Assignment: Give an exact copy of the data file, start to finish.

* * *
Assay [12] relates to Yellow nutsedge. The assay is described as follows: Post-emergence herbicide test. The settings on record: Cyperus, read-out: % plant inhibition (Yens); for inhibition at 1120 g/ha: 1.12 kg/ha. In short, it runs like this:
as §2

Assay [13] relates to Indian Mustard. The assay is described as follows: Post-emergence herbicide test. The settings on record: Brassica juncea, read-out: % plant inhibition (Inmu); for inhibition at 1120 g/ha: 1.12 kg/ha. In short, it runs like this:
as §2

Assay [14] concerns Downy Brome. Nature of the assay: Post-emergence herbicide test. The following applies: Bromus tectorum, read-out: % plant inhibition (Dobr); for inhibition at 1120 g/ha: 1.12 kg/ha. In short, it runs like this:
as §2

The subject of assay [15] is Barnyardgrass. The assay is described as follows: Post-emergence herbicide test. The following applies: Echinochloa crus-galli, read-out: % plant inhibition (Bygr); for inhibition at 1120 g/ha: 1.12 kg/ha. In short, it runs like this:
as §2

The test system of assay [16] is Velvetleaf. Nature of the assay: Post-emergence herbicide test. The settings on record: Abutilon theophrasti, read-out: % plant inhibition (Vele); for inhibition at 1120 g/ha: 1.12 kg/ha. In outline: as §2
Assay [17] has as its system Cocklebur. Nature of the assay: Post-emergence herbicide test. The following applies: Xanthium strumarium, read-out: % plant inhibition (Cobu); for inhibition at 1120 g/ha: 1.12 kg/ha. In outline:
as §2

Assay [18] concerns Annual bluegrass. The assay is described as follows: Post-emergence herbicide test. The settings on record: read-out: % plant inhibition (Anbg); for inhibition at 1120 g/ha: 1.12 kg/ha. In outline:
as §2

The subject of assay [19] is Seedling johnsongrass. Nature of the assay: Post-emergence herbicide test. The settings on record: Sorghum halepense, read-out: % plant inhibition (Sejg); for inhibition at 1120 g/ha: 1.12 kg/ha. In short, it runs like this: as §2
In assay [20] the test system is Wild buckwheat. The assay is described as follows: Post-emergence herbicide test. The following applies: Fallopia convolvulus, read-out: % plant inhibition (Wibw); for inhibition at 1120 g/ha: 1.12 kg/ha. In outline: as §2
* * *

Assay [12] relates to Yellow nutsedge. The assay is described as follows: Post-emergence herbicide test. The settings on record: Cyperus, read-out: % plant inhibition (Yens); for inhibition at 1120 g/ha: 1.12 kg/ha. In short, it runs like this:
as §2

Assay [13] relates to Indian Mustard. The assay is described as follows: Post-emergence herbicide test. The settings on record: Brassica juncea, read-out: % plant inhibition (Inmu); for inhibition at 1120 g/ha: 1.12 kg/ha. In short, it runs like this:
as §2

Assay [14] concerns Downy Brome. Nature of the assay: Post-emergence herbicide test. The following applies: Bromus tectorum, read-out: % plant inhibition (Dobr); for inhibition at 1120 g/ha: 1.12 kg/ha. In short, it runs like this:
as §2

The subject of assay [15] is Barnyardgrass. The assay is described as follows: Post-emergence herbicide test. The following applies: Echinochloa crus-galli, read-out: % plant inhibition (Bygr); for inhibition at 1120 g/ha: 1.12 kg/ha. In short, it runs like this:
as §2

The test system of assay [16] is Velvetleaf. Nature of the assay: Post-emergence herbicide test. The settings on record: Abutilon theophrasti, read-out: % plant inhibition (Vele); for inhibition at 1120 g/ha: 1.12 kg/ha. In outline: as §2
Assay [17] has as its system Cocklebur. Nature of the assay: Post-emergence herbicide test. The following applies: Xanthium strumarium, read-out: % plant inhibition (Cobu); for inhibition at 1120 g/ha: 1.12 kg/ha. In outline:
as §2

Assay [18] concerns Annual bluegrass. The assay is described as follows: Post-emergence herbicide test. The settings on record: read-out: % plant inhibition (Anbg); for inhibition at 1120 g/ha: 1.12 kg/ha. In outline:
as §2

The subject of assay [19] is Seedling johnsongrass. Nature of the assay: Post-emergence herbicide test. The settings on record: Sorghum halepense, read-out: % plant inhibition (Sejg); for inhibition at 1120 g/ha: 1.12 kg/ha. In short, it runs like this: as §2
In assay [20] the test system is Wild buckwheat. The assay is described as follows: Post-emergence herbicide test. The following applies: Fallopia convolvulus, read-out: % plant inhibition (Wibw); for inhibition at 1120 g/ha: 1.12 kg/ha. In outline: as §2